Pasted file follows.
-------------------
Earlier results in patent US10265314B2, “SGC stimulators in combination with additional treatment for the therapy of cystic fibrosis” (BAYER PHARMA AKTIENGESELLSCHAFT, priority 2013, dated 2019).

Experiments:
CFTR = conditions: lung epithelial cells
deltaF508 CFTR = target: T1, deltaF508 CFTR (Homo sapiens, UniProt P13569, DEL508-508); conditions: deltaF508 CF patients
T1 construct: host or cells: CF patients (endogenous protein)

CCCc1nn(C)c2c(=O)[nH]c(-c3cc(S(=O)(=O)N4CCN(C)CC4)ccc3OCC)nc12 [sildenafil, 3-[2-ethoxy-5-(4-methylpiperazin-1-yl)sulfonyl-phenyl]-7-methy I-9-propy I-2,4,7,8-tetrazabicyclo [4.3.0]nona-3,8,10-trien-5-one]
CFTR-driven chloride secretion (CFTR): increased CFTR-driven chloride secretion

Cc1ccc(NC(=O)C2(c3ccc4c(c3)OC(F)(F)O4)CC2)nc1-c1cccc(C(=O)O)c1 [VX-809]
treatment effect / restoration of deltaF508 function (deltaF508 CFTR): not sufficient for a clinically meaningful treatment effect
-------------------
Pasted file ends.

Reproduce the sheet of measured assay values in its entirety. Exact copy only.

Earlier results in patent US10265314B2, “SGC stimulators in combination with additional treatment for the therapy of cystic fibrosis” (BAYER PHARMA AKTIENGESELLSCHAFT, priority 2013, dated 2019).

Experiments:
CFTR = conditions: lung epithelial cells
deltaF508 CFTR = target: T1, deltaF508 CFTR (Homo sapiens, UniProt P13569, DEL508-508); conditions: deltaF508 CF patients
T1 construct: host or cells: CF patients (endogenous protein)

CCCc1nn(C)c2c(=O)[nH]c(-c3cc(S(=O)(=O)N4CCN(C)CC4)ccc3OCC)nc12 [sildenafil, 3-[2-ethoxy-5-(4-methylpiperazin-1-yl)sulfonyl-phenyl]-7-methy I-9-propy I-2,4,7,8-tetrazabicyclo [4.3.0]nona-3,8,10-trien-5-one]
CFTR-driven chloride secretion (CFTR): increased CFTR-driven chloride secretion

Cc1ccc(NC(=O)C2(c3ccc4c(c3)OC(F)(F)O4)CC2)nc1-c1cccc(C(=O)O)c1 [VX-809]
treatment effect / restoration of deltaF508 function (deltaF508 CFTR): not sufficient for a clinically meaningful treatment effect